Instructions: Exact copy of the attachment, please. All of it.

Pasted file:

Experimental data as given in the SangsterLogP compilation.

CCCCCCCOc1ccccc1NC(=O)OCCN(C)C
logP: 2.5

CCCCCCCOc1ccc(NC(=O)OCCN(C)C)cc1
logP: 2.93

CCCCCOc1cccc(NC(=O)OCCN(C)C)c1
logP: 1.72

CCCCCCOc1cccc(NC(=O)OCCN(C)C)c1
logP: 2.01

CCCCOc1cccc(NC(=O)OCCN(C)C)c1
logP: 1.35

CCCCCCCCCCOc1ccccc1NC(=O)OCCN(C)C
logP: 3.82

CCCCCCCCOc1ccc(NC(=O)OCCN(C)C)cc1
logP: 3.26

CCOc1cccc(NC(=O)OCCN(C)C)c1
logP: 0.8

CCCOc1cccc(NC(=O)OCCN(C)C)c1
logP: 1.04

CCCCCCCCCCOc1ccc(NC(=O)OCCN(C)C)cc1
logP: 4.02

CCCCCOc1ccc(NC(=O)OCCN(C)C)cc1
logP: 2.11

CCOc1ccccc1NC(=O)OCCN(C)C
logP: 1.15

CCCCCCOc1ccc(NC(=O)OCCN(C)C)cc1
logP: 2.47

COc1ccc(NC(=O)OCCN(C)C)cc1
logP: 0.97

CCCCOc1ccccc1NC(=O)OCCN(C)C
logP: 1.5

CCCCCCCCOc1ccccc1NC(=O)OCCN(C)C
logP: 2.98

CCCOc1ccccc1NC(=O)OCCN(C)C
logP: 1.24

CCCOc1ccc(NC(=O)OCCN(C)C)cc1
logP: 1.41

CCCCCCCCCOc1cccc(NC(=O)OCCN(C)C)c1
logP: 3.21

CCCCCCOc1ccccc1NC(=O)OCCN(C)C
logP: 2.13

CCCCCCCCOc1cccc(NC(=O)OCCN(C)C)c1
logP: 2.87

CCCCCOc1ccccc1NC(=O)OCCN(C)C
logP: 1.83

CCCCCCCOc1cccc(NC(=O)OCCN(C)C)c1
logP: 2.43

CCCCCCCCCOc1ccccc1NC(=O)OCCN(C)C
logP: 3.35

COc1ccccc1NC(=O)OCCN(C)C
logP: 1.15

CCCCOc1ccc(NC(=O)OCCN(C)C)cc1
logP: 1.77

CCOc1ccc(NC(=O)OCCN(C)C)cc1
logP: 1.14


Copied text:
Experimental data as given in the SangsterLogP compilation.

CCCCCCCOc1ccccc1NC(=O)OCCN(C)C
logP: 2.5

CCCCCCCOc1ccc(NC(=O)OCCN(C)C)cc1
logP: 2.93

CCCCCOc1cccc(NC(=O)OCCN(C)C)c1
logP: 1.72

CCCCCCOc1cccc(NC(=O)OCCN(C)C)c1
logP: 2.01

CCCCOc1cccc(NC(=O)OCCN(C)C)c1
logP: 1.35

CCCCCCCCCCOc1ccccc1NC(=O)OCCN(C)C
logP: 3.82

CCCCCCCCOc1ccc(NC(=O)OCCN(C)C)cc1
logP: 3.26

CCOc1cccc(NC(=O)OCCN(C)C)c1
logP: 0.8

CCCOc1cccc(NC(=O)OCCN(C)C)c1
logP: 1.04

CCCCCCCCCCOc1ccc(NC(=O)OCCN(C)C)cc1
logP: 4.02

CCCCCOc1ccc(NC(=O)OCCN(C)C)cc1
logP: 2.11

CCOc1ccccc1NC(=O)OCCN(C)C
logP: 1.15

CCCCCCOc1ccc(NC(=O)OCCN(C)C)cc1
logP: 2.47

COc1ccc(NC(=O)OCCN(C)C)cc1
logP: 0.97

CCCCOc1ccccc1NC(=O)OCCN(C)C
logP: 1.5

CCCCCCCCOc1ccccc1NC(=O)OCCN(C)C
logP: 2.98

CCCOc1ccccc1NC(=O)OCCN(C)C
logP: 1.24

CCCOc1ccc(NC(=O)OCCN(C)C)cc1
logP: 1.41

CCCCCCCCCOc1cccc(NC(=O)OCCN(C)C)c1
logP: 3.21

CCCCCCOc1ccccc1NC(=O)OCCN(C)C
logP: 2.13

CCCCCCCCOc1cccc(NC(=O)OCCN(C)C)c1
logP: 2.87

CCCCCOc1ccccc1NC(=O)OCCN(C)C
logP: 1.83

CCCCCCCOc1cccc(NC(=O)OCCN(C)C)c1
logP: 2.43

CCCCCCCCCOc1ccccc1NC(=O)OCCN(C)C
logP: 3.35

COc1ccccc1NC(=O)OCCN(C)C
logP: 1.15

CCCCOc1ccc(NC(=O)OCCN(C)C)cc1
logP: 1.77

CCOc1ccc(NC(=O)OCCN(C)C)cc1
logP: 1.14